The position is further complicated by Brexit. The “level playing field”, still very much a live issue between the UK and the EU in the trade negotiations, relates in part to what, if anything, will replace the current “state aid” rules. The public funding for CCUS projects will need to go through whatever subsidy control process applies in the UK in place of EU state aid rules and, until a long-term competitive process for allocation of CCUS funding is established, this would be on a per project basis. One of the factors that can smooth the process of securing necessary approvals is to demonstrate that an open competition was used to select the investors/projects to be supported.
Whatever the outcome of the ongoing UK-EU trade negotiations, the CCUS funding arrangements will benefit from EU consent, or at least acquiescence. If there is a deal, it may include the UK at least making some commitments acceptable to the EU about the principles on which its authorities will authorise subsidy schemes, even if they are free from the requirement to seek European Commission approval for such schemes. Even if there is no UK-EU trade deal, under the “WTO terms” which would apply in that situation, the EU and others would be able to challenge certain kinds of subsidy (including those that are contingent on the use of domestic over imported goods), within the framework of the WTO Agreement on Subsidies and Countervailing Measures. Subsidy for clean energy technology has been a highly contentious subject in international trade for some time.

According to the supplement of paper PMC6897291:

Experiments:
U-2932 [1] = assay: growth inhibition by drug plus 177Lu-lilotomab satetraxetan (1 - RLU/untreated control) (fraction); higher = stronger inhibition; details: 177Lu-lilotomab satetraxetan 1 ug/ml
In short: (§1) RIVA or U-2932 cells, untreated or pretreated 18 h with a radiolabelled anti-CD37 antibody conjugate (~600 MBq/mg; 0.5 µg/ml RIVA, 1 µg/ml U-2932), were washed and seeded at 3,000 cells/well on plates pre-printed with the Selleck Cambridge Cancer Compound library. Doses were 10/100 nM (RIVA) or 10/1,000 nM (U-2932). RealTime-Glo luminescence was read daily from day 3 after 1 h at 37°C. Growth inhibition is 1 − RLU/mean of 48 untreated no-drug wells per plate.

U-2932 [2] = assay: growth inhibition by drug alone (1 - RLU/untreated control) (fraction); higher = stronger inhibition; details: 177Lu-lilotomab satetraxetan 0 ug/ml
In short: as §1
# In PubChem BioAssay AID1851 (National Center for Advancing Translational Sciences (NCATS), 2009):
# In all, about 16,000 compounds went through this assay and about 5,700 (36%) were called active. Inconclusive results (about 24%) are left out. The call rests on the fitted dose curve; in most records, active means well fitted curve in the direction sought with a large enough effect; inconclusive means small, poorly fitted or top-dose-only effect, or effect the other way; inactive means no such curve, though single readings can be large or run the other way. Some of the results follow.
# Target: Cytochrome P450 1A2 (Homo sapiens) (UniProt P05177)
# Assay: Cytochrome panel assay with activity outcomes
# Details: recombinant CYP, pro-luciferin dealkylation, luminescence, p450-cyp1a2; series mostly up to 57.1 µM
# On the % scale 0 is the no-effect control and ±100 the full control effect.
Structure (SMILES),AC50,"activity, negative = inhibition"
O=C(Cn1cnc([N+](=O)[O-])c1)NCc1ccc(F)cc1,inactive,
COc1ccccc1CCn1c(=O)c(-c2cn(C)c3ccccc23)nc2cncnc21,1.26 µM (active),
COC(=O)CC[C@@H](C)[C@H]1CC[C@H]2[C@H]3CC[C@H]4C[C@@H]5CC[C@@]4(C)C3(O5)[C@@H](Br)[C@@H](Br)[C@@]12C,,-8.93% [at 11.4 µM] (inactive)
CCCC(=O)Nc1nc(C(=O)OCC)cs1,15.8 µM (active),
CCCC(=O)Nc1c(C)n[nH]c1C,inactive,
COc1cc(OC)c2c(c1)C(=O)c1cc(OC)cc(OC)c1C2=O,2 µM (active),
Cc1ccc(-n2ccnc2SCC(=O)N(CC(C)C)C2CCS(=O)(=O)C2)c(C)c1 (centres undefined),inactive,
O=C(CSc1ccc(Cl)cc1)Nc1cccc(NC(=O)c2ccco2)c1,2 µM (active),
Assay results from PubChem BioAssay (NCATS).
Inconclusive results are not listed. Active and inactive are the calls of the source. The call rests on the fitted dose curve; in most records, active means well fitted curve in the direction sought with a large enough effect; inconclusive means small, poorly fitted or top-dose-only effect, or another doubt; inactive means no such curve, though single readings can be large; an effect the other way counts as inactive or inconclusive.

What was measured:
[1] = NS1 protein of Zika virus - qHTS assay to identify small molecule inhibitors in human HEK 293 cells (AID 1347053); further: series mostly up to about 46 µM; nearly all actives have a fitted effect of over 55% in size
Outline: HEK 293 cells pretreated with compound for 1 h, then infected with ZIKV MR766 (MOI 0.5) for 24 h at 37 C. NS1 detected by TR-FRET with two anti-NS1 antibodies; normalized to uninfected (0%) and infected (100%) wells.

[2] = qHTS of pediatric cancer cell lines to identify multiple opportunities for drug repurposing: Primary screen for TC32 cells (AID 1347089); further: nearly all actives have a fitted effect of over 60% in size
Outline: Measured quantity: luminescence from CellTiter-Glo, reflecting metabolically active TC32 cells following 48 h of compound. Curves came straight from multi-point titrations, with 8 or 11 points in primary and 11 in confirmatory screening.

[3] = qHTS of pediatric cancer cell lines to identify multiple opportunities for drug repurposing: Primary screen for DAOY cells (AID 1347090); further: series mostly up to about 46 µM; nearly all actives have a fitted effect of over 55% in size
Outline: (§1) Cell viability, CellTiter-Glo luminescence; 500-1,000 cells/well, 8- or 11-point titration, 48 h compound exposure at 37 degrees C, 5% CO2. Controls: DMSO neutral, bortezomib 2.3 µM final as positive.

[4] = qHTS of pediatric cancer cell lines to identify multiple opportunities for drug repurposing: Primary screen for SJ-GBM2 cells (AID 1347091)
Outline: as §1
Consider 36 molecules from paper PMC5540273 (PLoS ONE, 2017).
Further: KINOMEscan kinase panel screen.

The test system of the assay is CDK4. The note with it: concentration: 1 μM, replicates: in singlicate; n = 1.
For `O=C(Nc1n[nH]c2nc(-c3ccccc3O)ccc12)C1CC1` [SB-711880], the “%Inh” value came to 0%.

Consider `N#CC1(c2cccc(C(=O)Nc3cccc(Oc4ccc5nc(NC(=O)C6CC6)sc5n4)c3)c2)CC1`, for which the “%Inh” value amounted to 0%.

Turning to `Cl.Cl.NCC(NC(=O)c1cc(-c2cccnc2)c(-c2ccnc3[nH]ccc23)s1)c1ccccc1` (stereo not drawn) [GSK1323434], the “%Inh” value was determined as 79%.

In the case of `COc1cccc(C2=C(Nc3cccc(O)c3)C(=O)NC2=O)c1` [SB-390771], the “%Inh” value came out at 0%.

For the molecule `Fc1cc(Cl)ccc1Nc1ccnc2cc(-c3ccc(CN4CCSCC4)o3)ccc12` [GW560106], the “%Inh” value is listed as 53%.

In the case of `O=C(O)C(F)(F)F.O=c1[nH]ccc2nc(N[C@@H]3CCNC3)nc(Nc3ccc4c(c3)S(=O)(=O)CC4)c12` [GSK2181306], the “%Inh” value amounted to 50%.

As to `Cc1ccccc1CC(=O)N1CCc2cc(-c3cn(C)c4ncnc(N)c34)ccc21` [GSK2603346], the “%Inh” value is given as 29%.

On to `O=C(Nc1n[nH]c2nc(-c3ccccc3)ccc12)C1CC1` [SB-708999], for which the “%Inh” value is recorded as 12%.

If BEIS does deploy a degree of competition in its selection process, the doubling of ambition in the TPP presumably doubles the prospects of success for each project that can meet BEIS’s selection criteria. Whether or not there is competitive process, BEIS will need to implement a highly collaborative process, as one that is not collaborative will not deliver the ambition.
It will also be necessary for the CCUS (and hydrogen) funding arrangements to be harmonised with UK fiscal policy. Very shortly, the UK government has to decide whether to adopt a UK version of the EU Emissions Trading System (EU ETS) or a Carbon Emissions Tax to replace the EU ETS as the primary instrument for the pricing of greenhouse gas emissions in the UK after the EU ETS ceases to apply to GB (participation in the EU ETS will continue in Northern Ireland because of the all-Ireland Single Electricity Market). For any business in a SuperPlace, the decision to participate in CCUS will be based on avoidance of greenhouse gas emissions costs as well as any government financial support, and so certainty about the mode and levels of future carbon prices is essential.
Clearly, the TPP is a very positive development for industry. CCUS professionals in both the public sector and industry can expect to be busy for the foreseeable future.